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Non-partisan and Optimistic: Oceans bring out the best in Congress

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On Tuesday September 13, 2011, a non-partisan and optimistic group of senators came together to kick off the establishment of the Senate Oceans Caucus in the United States Senate. With remarks centered around bragging about who has more coastline or whose state borders not just one but two oceans, the mood was refreshingly friendly and full of optimism. With remarks about the common ground (water?) that brings them together these group of Senators seemed, well, positively senatorial. Acting with a sense of leadership and a commitment to protect those things that Americans hold dear, tonight there not only was an absence of the partisan bickering that has caused the Capitol to come to a virtual screeching halt but there was also actual friendly optimism indicating that we can work together in D.C.

Kicked off by Senator Sheldon Whitehouse (D-RI), and followed up by co-chair Senator Lisa Murkowski (R-AK) the remarks by all tonight centered around what we can do together rather than what we can do to do to undermine each other.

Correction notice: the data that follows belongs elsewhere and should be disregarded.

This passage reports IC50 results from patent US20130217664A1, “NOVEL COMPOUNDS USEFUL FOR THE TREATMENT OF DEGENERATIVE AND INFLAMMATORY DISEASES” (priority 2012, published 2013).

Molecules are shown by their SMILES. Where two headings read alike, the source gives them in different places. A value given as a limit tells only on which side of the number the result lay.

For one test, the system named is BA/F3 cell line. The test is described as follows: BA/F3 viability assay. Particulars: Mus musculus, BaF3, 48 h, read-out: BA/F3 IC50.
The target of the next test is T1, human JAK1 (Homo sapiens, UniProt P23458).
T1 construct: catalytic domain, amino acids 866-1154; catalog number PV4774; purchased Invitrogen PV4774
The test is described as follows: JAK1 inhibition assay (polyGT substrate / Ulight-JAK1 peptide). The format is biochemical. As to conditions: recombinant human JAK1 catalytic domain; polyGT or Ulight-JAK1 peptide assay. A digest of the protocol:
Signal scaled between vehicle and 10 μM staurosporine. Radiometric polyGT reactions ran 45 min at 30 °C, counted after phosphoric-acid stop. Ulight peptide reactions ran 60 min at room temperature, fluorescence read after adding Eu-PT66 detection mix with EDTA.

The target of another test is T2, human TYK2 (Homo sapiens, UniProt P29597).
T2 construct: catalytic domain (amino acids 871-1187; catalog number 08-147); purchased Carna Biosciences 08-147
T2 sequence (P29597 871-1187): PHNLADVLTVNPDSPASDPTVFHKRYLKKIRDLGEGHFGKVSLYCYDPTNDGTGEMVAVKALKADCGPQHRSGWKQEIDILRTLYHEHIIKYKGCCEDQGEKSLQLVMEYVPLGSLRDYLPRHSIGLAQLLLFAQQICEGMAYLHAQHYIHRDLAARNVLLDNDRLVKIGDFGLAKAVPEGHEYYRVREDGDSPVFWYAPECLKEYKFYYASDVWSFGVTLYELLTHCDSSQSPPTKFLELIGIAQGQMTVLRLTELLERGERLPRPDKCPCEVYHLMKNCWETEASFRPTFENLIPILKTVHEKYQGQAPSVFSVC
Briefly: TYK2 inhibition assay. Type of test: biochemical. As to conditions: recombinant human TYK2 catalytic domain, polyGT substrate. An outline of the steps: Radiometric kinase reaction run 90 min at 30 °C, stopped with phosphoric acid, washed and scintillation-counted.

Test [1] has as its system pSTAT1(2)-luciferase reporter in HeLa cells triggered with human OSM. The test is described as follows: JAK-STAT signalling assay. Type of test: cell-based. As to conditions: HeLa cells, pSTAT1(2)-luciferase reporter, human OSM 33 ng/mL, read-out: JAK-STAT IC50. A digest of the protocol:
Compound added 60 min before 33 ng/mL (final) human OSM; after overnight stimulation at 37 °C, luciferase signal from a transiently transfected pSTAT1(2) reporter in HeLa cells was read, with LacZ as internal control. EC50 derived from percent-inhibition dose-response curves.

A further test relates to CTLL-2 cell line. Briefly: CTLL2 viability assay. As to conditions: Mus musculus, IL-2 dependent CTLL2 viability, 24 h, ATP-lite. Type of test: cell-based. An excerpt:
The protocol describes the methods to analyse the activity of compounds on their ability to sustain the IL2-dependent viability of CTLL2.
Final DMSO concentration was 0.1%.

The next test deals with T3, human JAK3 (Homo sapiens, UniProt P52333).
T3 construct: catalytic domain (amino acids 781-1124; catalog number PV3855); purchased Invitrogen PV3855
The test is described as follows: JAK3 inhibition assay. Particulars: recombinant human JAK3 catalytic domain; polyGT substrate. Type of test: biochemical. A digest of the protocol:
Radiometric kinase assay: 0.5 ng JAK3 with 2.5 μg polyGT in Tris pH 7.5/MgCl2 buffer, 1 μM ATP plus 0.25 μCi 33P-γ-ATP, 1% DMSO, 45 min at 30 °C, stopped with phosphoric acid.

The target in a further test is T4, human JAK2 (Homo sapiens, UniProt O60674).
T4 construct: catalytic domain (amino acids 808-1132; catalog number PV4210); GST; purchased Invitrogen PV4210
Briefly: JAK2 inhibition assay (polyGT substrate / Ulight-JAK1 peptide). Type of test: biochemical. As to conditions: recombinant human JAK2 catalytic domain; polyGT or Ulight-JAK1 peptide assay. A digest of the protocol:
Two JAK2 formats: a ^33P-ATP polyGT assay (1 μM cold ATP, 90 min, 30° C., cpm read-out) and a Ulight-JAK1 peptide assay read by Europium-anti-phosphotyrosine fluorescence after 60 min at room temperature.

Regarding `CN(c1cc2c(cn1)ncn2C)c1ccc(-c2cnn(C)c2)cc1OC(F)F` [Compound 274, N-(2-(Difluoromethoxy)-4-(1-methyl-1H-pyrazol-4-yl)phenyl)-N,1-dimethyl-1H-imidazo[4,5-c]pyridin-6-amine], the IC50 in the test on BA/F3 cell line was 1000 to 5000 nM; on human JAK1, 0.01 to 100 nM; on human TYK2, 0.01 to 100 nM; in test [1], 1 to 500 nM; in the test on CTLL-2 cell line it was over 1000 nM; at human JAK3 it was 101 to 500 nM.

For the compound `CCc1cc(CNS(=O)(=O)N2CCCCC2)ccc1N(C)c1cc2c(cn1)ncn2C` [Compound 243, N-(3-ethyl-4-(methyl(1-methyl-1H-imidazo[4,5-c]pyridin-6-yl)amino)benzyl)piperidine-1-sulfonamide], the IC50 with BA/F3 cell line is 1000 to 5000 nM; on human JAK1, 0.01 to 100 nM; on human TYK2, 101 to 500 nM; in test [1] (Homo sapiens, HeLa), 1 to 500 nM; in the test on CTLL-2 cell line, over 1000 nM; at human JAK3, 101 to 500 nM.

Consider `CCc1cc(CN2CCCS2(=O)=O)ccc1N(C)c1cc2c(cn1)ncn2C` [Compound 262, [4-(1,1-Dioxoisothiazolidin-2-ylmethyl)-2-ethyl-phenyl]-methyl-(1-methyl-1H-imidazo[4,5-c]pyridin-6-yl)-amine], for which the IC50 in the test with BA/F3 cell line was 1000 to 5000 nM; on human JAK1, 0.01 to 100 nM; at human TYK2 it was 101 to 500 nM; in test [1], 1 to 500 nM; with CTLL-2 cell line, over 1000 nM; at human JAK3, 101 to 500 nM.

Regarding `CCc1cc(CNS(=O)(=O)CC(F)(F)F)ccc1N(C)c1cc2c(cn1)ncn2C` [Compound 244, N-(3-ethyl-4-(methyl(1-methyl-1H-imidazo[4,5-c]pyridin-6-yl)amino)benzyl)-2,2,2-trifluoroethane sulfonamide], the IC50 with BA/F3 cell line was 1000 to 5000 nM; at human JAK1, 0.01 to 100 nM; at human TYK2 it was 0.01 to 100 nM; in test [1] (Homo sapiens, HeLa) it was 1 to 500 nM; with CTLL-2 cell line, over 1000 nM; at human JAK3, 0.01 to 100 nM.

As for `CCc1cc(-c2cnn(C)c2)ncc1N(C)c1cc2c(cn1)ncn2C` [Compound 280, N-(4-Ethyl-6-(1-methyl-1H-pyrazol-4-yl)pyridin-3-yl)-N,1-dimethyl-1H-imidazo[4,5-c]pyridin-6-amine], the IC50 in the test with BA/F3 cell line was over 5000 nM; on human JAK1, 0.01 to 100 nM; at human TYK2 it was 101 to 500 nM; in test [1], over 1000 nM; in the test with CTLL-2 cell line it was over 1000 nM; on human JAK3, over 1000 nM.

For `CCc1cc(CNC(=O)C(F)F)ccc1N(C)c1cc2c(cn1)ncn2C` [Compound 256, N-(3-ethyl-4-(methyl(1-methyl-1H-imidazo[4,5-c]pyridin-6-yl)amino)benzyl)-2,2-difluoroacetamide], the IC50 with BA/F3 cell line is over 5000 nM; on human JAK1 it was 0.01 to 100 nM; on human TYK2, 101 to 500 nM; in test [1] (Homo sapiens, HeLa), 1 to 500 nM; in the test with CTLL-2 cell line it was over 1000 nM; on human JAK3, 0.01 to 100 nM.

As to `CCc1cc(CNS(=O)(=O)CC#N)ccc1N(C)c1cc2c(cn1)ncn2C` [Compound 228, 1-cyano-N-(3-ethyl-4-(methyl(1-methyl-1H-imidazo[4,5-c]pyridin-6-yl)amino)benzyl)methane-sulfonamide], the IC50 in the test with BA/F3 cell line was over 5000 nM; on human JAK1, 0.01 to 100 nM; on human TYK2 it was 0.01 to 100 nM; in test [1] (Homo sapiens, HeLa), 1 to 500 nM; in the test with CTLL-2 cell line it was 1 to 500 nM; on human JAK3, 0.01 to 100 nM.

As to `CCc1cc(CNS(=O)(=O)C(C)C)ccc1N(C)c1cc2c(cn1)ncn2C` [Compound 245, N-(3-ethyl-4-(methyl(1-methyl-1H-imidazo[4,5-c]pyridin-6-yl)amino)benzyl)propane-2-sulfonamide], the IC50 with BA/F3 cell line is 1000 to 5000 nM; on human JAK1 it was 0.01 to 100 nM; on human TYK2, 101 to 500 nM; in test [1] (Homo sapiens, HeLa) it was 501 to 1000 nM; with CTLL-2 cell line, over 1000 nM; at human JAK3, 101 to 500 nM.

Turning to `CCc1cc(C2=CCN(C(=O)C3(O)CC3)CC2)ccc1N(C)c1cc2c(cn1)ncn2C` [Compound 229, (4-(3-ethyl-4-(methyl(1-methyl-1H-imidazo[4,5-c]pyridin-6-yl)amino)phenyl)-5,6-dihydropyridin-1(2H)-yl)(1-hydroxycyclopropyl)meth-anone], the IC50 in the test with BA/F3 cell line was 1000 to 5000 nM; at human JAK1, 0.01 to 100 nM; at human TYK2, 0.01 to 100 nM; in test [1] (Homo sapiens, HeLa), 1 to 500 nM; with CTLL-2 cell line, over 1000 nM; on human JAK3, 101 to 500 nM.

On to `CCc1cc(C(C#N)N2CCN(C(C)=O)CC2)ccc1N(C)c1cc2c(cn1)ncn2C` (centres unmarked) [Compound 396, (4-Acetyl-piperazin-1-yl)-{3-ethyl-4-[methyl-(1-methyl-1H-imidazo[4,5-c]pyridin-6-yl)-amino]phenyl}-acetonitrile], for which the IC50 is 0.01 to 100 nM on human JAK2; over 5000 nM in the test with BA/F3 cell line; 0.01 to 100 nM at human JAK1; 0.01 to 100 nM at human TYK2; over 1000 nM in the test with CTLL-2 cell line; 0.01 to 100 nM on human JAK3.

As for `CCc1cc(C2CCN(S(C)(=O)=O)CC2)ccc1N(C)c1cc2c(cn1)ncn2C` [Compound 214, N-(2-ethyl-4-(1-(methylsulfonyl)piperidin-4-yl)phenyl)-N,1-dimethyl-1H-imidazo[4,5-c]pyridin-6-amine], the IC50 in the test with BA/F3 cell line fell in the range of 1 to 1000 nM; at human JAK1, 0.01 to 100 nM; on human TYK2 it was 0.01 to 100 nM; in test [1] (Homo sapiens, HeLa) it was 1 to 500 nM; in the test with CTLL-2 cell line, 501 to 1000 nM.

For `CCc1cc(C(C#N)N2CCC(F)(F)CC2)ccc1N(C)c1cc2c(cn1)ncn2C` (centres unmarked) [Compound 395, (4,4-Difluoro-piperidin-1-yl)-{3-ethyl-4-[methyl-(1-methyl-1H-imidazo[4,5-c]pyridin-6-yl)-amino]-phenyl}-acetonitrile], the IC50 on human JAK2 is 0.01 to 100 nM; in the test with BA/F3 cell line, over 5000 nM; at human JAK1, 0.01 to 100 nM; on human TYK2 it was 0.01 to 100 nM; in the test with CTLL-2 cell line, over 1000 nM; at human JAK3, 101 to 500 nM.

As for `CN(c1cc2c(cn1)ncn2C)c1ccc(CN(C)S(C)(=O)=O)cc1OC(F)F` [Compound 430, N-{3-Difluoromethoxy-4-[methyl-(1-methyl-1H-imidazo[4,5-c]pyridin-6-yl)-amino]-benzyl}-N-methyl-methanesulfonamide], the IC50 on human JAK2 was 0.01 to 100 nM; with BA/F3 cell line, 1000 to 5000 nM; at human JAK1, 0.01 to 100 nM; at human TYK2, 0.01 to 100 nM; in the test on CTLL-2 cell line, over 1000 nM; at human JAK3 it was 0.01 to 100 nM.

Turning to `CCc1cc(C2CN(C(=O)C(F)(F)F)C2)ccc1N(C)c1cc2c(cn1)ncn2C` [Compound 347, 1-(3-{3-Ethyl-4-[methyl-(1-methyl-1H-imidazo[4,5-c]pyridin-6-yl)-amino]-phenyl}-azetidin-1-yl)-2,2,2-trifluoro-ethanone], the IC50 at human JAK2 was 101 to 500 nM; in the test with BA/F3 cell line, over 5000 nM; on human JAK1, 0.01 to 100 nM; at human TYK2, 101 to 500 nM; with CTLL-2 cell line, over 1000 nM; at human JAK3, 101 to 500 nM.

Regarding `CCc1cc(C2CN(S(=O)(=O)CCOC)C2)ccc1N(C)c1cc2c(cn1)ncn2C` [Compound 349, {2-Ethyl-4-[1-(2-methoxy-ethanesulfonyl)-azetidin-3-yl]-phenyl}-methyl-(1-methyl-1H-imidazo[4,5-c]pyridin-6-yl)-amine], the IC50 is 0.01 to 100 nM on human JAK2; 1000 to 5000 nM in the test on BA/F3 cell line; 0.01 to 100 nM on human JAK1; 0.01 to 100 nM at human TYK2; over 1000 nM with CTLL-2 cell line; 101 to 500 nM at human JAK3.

And if bi-partisan wasn’t enough, Representative Sam Farr, chair of the House Coastal Caucus, stopped by expressing his enthusiasm for the formation of an ocean-minder coalition in the Senate making oceans a bicameral effort.

As Senator Whitehouse remarked “this is day one.” The real test of the effectiveness of the caucus begins now.

The remarks of Senators Whitehouse and Murkowski from the Senate Oceans Caucus reception are available as MP3 files for download below.

microphone   http://whnuckolsconsulting.com/audio/whitehouse.MP3

  http://whnuckolsconsulting.com/audio/murkowski.MP3

photo of Senators kicking off the Senate Oceans Caucus

Senators Whitehouse and Murkowski will co-chair the bi-partisan Senate Oceans Caucus that was formed on September 13, 2011.

The members of the Caucus are: Sheldon Whitehouse (D-RI), Daniel Akaka (D-HI), Mark Begich (D-AK), Richard Blumenthal (D-CT), Barbara Boxer (D-CA), Scott Brown (R-MA), Maria Cantwell (D-WA), Ben Cardin (D-MD), Tom Carper (D-DE), Chris Coons (D-DE), Lindsey Graham (R-SC), Daniel Inouye (D-HI), John Kerry (D-MA), Mary Landrieu (D-LA), Patty Murray (D-WA), Lisa Murkowski (R-AK), Olympia Snowe (R-ME), and Ron Wyden (D-OR).

Also in attendance were a number of Obama Administration officials including Dr. John Holdren from OSTP, Nancy Sutley from CEQ and Jane Lubchenco from NOAA.

The author is a scientist by training and the owner of W.H. Nuckols Consulting, an environmental policy firm.
A bio for Mr. Nuckols is located at www.WilliamHNuckols.com
You can follow Will Nuckols on Twitter at @enviroxpert